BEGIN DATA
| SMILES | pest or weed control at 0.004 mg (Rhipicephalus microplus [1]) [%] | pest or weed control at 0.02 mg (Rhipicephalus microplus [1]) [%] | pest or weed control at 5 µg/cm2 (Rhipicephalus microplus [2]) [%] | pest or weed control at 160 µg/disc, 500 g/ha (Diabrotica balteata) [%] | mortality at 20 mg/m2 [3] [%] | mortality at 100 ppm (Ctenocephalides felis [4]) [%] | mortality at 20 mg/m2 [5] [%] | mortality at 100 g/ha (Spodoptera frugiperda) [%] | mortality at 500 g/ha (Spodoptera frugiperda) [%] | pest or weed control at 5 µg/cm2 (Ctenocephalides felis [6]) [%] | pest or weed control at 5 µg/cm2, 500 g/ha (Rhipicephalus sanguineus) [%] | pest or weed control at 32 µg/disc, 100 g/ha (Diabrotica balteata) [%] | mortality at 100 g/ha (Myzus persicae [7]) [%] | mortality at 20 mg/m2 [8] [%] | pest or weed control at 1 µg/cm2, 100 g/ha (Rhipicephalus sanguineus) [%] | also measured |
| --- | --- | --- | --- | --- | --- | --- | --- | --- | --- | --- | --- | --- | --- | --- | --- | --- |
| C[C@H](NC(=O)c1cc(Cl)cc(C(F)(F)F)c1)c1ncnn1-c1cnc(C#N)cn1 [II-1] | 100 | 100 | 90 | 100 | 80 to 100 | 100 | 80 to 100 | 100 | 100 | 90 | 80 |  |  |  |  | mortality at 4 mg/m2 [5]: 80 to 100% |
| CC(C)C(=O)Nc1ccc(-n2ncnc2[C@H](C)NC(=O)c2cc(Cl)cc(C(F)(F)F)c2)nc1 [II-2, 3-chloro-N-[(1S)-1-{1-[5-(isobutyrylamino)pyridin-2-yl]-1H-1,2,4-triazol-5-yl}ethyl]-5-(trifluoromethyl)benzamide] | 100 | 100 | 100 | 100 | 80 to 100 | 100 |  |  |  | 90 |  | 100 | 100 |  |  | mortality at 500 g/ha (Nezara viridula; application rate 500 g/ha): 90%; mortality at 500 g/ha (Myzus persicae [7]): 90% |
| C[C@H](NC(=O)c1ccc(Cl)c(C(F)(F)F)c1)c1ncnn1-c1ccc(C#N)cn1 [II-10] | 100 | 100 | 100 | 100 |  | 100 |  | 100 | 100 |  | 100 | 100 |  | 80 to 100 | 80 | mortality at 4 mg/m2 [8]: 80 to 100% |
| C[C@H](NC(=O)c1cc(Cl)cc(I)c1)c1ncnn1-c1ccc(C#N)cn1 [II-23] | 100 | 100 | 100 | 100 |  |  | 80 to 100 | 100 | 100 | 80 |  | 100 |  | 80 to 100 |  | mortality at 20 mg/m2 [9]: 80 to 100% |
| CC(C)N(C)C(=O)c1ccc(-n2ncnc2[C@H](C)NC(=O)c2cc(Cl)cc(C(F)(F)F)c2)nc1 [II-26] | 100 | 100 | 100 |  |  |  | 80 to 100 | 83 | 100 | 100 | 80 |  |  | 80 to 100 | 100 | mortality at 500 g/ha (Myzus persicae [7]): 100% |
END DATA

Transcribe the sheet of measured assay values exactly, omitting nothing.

| SMILES | pest or weed control at 0.004 mg (Rhipicephalus microplus [1]) [%] | pest or weed control at 0.02 mg (Rhipicephalus microplus [1]) [%] | pest or weed control at 5 µg/cm2 (Rhipicephalus microplus [2]) [%] | pest or weed control at 160 µg/disc, 500 g/ha (Diabrotica balteata) [%] | mortality at 20 mg/m2 [3] [%] | mortality at 100 ppm (Ctenocephalides felis [4]) [%] | mortality at 20 mg/m2 [5] [%] | mortality at 100 g/ha (Spodoptera frugiperda) [%] | mortality at 500 g/ha (Spodoptera frugiperda) [%] | pest or weed control at 5 µg/cm2 (Ctenocephalides felis [6]) [%] | pest or weed control at 5 µg/cm2, 500 g/ha (Rhipicephalus sanguineus) [%] | pest or weed control at 32 µg/disc, 100 g/ha (Diabrotica balteata) [%] | mortality at 100 g/ha (Myzus persicae [7]) [%] | mortality at 20 mg/m2 [8] [%] | pest or weed control at 1 µg/cm2, 100 g/ha (Rhipicephalus sanguineus) [%] | also measured |
| --- | --- | --- | --- | --- | --- | --- | --- | --- | --- | --- | --- | --- | --- | --- | --- | --- |
| C[C@H](NC(=O)c1cc(Cl)cc(C(F)(F)F)c1)c1ncnn1-c1cnc(C#N)cn1 [II-1] | 100 | 100 | 90 | 100 | 80 to 100 | 100 | 80 to 100 | 100 | 100 | 90 | 80 |  |  |  |  | mortality at 4 mg/m2 [5]: 80 to 100% |
| CC(C)C(=O)Nc1ccc(-n2ncnc2[C@H](C)NC(=O)c2cc(Cl)cc(C(F)(F)F)c2)nc1 [II-2, 3-chloro-N-[(1S)-1-{1-[5-(isobutyrylamino)pyridin-2-yl]-1H-1,2,4-triazol-5-yl}ethyl]-5-(trifluoromethyl)benzamide] | 100 | 100 | 100 | 100 | 80 to 100 | 100 |  |  |  | 90 |  | 100 | 100 |  |  | mortality at 500 g/ha (Nezara viridula; application rate 500 g/ha): 90%; mortality at 500 g/ha (Myzus persicae [7]): 90% |
| C[C@H](NC(=O)c1ccc(Cl)c(C(F)(F)F)c1)c1ncnn1-c1ccc(C#N)cn1 [II-10] | 100 | 100 | 100 | 100 |  | 100 |  | 100 | 100 |  | 100 | 100 |  | 80 to 100 | 80 | mortality at 4 mg/m2 [8]: 80 to 100% |
| C[C@H](NC(=O)c1cc(Cl)cc(I)c1)c1ncnn1-c1ccc(C#N)cn1 [II-23] | 100 | 100 | 100 | 100 |  |  | 80 to 100 | 100 | 100 | 80 |  | 100 |  | 80 to 100 |  | mortality at 20 mg/m2 [9]: 80 to 100% |
| CC(C)N(C)C(=O)c1ccc(-n2ncnc2[C@H](C)NC(=O)c2cc(Cl)cc(C(F)(F)F)c2)nc1 [II-26] | 100 | 100 | 100 |  |  |  | 80 to 100 | 83 | 100 | 100 | 80 |  |  | 80 to 100 | 100 | mortality at 500 g/ha (Myzus persicae [7]): 100% |